The United States Court of Appeals for the Ninth Circuit ruled last Thursday in favor of a Seattle-based Church against the state of Washington for forcing it to fund abortions.
According to The Christian Post, the three-panel judge of the Ninth Circuit overturned the district court's decision that the Cedar Park Assembly of God of Kirkland has the right to sue the state for requiring churches to cover abortions through the health insurance they give to their employees.
The Christian Post said the Senate Bill 6219 is also called the Reproductive Parity Act, which was signed into law on March 2018 by Governor Jay Inslee. The governor signed the bill into law after the Senate passed it in a vote of 27-22 that month and the House of Representatives in a vote of 50-48 on February that year.
Senate Bill 6219, an act which intends to improve reproductive health access and gender equity, requires that health plans that will be issued or renewed "on or after January 1, 2019" are to provide a full extent of reproductive health care services including abortion.
The Christian Headlines, on the other hand, pointed out that SB 6219 does not give exemptions to houses of worship. The outlet also explained that judge's decision revives the lawsuit since now the case will be heard again in the district court.
Cedar park claimed in its lawsuit that it's health insurance provider, Kaiser Permanente, was forced by Senate Bill 6219 to stop "offering a plan with abortion coverage restrictions" such that they were unable to "procure comparable replacement coverage."
The Ninth Circuit unanimously decided in favor of the church in the case entitled "Cedar Park Assembly of God of Kirkland v. Kreidler," who is represented by the Alliance Defending Freedom. The lawsuit was filed against Washington Insurance Commissioner Myron "Mike" Kreidler in his official capacity and against the governor, also in his official capacity. The court ruled that it was right for the church to challenge the state's mandate to cover abortion and that it was wrong for the district court to "dismiss the church's free-exercise claim."
"Cedar Park's complaint plausibly alleged that, due to the enactment of SB 6219, its health insurer (Kaiser Permanente) stopped offering a plan with abortion coverage restrictions and Cedar Park could not procure comparable replacement coverage. This is sufficient to state an injury in fact that is fairly traceable to SB 6219," the court said in its ruling.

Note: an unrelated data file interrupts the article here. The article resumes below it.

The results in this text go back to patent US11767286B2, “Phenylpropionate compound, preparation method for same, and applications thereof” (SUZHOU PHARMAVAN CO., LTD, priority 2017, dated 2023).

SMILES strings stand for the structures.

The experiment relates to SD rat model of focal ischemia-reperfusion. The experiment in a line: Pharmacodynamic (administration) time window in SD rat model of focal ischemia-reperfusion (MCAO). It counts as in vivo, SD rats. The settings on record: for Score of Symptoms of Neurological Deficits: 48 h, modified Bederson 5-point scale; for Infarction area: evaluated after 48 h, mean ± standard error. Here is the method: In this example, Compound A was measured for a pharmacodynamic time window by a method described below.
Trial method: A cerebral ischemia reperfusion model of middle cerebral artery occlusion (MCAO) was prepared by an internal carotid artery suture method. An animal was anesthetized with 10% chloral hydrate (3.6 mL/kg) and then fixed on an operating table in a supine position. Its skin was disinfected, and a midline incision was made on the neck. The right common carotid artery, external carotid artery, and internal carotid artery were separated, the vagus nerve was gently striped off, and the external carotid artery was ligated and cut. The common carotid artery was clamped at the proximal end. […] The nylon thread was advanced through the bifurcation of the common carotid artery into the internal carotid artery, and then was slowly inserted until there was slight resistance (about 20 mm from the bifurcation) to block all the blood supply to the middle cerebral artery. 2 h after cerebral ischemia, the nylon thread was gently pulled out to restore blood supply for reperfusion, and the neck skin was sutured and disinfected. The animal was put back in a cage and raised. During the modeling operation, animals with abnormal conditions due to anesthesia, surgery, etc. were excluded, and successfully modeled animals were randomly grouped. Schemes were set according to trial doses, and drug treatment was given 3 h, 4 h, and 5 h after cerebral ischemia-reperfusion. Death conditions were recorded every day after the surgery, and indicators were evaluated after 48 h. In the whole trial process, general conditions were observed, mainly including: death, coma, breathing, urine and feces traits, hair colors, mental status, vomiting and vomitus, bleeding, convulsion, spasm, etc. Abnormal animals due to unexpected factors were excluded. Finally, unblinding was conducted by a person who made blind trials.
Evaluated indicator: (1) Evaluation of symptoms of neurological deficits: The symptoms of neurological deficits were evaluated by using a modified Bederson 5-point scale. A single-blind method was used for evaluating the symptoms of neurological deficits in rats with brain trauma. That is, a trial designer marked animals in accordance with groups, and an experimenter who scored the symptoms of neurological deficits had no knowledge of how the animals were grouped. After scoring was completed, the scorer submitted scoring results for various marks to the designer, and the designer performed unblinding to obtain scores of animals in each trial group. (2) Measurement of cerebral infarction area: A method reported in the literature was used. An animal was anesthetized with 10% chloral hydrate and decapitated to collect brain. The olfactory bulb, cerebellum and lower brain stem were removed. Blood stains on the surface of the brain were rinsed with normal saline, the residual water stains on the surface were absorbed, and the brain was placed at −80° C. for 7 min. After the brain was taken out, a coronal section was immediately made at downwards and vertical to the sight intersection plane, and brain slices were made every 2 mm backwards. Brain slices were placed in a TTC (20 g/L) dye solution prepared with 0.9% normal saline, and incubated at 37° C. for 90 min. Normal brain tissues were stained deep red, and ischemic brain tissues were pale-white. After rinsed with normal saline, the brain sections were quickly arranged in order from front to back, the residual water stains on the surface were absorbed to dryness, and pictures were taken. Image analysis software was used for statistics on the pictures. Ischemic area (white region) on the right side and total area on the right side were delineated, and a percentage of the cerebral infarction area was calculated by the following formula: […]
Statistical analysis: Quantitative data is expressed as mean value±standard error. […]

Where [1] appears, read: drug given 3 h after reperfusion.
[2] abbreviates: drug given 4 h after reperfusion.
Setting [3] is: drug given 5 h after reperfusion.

The Court, however, pointed out that the church's claims of "unequal treatment" in line with the Equal Protection Clause's provision for incuring injuries because of the law was found unsubstantial and sided with the district court's decision on it. The Court nonetheless approved the motion for preliminary injunction and for the "motion to leave to file a supplemental complaint." Moreover, the court granted the dismissal of the "state's motion to dismiss" the case.
"Although the state argues that Cedar Park did not suffer an injury caused by SB 6219 because other health insurers offered plans that would meet Cedar Park's requirements, this argument also fails given that Kaiser Permanente dropped Cedar Park's abortion coverage restrictions due to SB 6219, and there is no evidence in the record clearly demonstrating that Cedar Park could obtain acceptable coverage at the time it filed its complaint," the Ninth Circuit court pointed out in its ruling.
Alliance Defending Freedom, through its Vice President Elissa Graves, applauded the Ninth Circuit judges' decision as a defense of churches against states who actually have "no legal authority" to force the funding of abortion on such places of worship since it is a violation of religious rights and beliefs.
"No church should be forced to cover abortions, and certainly not a church like Cedar Park that dedicates its ministry to protecting and celebrating life. We are pleased the 9th Circuit rightly recognized the harm that Washington state has inflicted on Cedar Park Church in subjecting it to this unprecedented mandate," Graves said.
"Washington state has no legal authority to force places of worship to fund abortions and violate their constitutional rights, as well as their religious beliefs," she stressed. "Today's decision is a big step forward in preventing the government from targeting churches and we look forward to continue challenging this law at the district court."
Cedar Park Pastor Jay Smith stressed that he filed the lawsuit since Washington is the only state that forces churches to offer abortion coverage in their health care insurance on top of his commitment for the sanctity of life, which he said is not only "lip service" out of "some vague" religious philosophy.
Smith has dedicated his church to partnerships that foster the sanctity of life. He works with local pregnancy centers, sponsors a childcare camp, as well as, operates a funeral home. This is on top of organizing special prayer services for couples who are have fertility issues.